The Federalist Papers

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Alexander Hamilton James Madison John Jay

 

 

 

 

 

 

 

 

 

 

 

 

 

No. 1: General Introduction
Written by: Alexander Hamilton
October 27, 1787

 

No.2: Concerning Dangers from Foreign Force and Influence
Written by: John Jay
October 31, 1787

 

No. 3: The Same Subject Continued: Concerning Dangers from Foreign Force and Influence
Written by: John Jay
November 3, 1787

 

No. 4: The Same Subject Continued: Concerning Dangers from Foreign Force and Influence
Written by: John Jay
November 7, 1787

 

No. 5: The Same Subject Continued: Concerning Dangers from Foreign Force and Influence
Written by: John Jay
November 10, 1787

 

No. 6:Concerning Dangers from Dissensions Between the States
Written by: Alexander Hamilton
November 14, 1787

 

No. 7 The Same Subject Continued: Concerning Dangers from Dissensions Between the States
Written by: Alexander Hamilton
November 15, 1787

 

No. 8: The Consequences of Hostilities Between the States
Written by: Alexander Hamilton
November 20, 1787

 

No. 9 The Union as a Safeguard Against Domestic Faction and Insurrection
Written by: Alexander Hamilton
November 21, 1787

 

No. 10 The Same Subject Continued: The Union as a Safeguard Against Domestic Faction and Insurrection
Written by: James Madison
November 22, 1787

 

No. 11 The Utility of the Union in Respect to Commercial Relations and a Navy
Written by: Alexander Hamilton
November 24, 1787

 

No 12: The Utility of the Union In Respect to Revenue
Written by: Alexander Hamilton
November 27, 1787

 

No. 13: Advantage of the Union in Respect to Economy in Government
Written by: Alexander Hamilton
November 28, 1787

 

No. 14: Objections to the Proposed Constitution From Extent of Territory Answered
Written by: James Madison
November 30, 1787

 

No 15: The Insufficiency of the Present Confederation to Preserve the Union
Written by: Alexander Hamilton
December 1, 1787

 

No. 16: The Same Subject Continued: The Insufficiency of the Present Confederation to Preserve the Union
Written by: Alexander Hamilton
December 4, 1787

 

No. 17: The Same Subject Continued: The Insufficiency of the Present Confederation to Preserve the Union
Written by: Alexander Hamilton
December 5, 1787

 

No. 18: The Same Subject Continued: The Insufficiency of the Present Confederation to Preserve the Union
Written by: James Madison
December 7, 1787

 

No. 19: The Same Subject Continued: The Insufficiency of the Present Confederation to Preserve the Union
Written by: James Madison
December 8, 1787

 

No. 20: The Same Subject Continued: The Insufficiency of the Present Confederation to Preserve the Union
Written by: James Madison
December 11, 1787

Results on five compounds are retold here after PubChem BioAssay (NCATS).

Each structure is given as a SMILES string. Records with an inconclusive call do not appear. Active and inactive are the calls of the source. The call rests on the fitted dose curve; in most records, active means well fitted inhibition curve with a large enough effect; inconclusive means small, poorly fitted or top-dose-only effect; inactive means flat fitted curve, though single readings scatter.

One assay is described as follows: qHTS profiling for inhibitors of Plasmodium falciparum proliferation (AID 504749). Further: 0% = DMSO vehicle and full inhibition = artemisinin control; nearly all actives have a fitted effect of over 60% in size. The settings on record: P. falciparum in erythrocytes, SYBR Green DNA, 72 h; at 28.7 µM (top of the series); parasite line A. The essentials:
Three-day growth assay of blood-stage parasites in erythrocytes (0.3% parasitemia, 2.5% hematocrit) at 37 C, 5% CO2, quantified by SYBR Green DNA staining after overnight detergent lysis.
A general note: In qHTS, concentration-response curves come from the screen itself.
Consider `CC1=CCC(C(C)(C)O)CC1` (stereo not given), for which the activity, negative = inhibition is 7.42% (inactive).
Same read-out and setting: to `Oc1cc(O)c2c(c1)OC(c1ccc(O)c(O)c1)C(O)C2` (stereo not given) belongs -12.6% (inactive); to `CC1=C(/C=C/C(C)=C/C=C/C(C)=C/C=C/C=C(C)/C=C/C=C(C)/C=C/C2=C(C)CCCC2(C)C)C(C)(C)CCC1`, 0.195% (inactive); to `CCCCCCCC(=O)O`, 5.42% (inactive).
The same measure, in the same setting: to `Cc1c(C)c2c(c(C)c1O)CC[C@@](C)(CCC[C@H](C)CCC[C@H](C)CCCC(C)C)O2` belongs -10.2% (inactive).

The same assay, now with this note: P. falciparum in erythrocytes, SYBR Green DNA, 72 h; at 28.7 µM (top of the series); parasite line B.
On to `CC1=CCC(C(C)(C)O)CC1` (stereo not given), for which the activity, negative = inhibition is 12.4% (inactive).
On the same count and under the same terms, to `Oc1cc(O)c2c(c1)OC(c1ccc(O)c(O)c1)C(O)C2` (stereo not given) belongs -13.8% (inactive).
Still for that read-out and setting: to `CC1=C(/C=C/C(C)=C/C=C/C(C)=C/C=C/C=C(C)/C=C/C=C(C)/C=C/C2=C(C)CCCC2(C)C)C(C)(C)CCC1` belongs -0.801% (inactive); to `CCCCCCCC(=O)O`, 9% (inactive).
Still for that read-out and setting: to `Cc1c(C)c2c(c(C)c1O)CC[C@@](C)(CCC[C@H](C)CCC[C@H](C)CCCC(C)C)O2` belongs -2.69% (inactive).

No. 21: Other Defects of the Present Confederation
Written by: Alexander Hamilton
December 12, 1787

 

No. 22: The Same Subject Continued: Other Defects of the Present Confederation
Written by: Alexander Hamilton
December 14, 1787

 

No. 23: The Necessity of a Government as Energetic as the One Proposed to the Preservation of the Union
Written by: Alexander Hamilton
December 18, 1787

 

No. 24: The Powers Necessary to the Common Defense Further Considered
Written by: Alexander Hamilton
December 19, 1787

 

No. 25: The Same Subject Continued: The Powers Necessary to the Common Defense Further Considered
Written by: Alexander Hamilton
December 21, 1787

 

No. 26: The Idea of Restraining the Legislative Authority in Regard to the Common Defense Considered
Written by: Alexander Hamilton
December 22, 1787

 

No. 27: The Same Subject Continued: The Idea of Restraining the Legislative Authority in Regard to the Common Defense Considered
Written by: Alexander Hamilton
December 25, 1787

 

No. 28: The Same Subject Continued: The Idea of Restraining the Legislative Authority in Regard to the Common Defense Considered
Written by: Alexander Hamilton
December 26, 1787

 

No. 29: Concerning the Militia
Written by: Alexander Hamilton
January 9, 1788

 

No. 30: Concerning the General Power of Taxation
Written by: Alexander Hamilton
December 28, 1787

 

No. 31: The Same Subject Continued: Concerning the General Power of Taxation
Written by: Alexander Hamilton
January 1, 1788

 

No. 32: The Same Subject Continued: Concerning the General Power of Taxation
Written by: Alexander Hamilton
January 2, 1788

 

No. 33: The Same Subject Continued: Concerning the General Power of Taxation
Written by: Alexander Hamilton
January 2, 1788

 

No. 34: The Same Subject Continued: Concerning the General Power of Taxation
Written by: Alexander Hamilton
January 5, 1788

 

No. 35: The Same Subject Continued: Concerning the General Power of Taxation
Written by: Alexander Hamilton
January 5, 1788

 

No. 36: The Same Subject Continued: Concerning the General Power of Taxation
Written by: Alexander Hamilton
January 8, 1788

 

No. 37: Concerning the Difficulties of the Convention in Devising a Proper Form of Government
Written by: Alexander Hamilton
January 11, 1788

 

No. 38: The Same Subject Continued, and the Incoherence of the Objections to the New Plan Exposed
Written by: James Madison
January 12, 1788

 

No. 39: The Conformity of the Plan to Republican Principles
Written by: James Madison
January 18, 1788

 

No. 40: The Powers of the Convention to Form a Mixed Government Examined and Sustained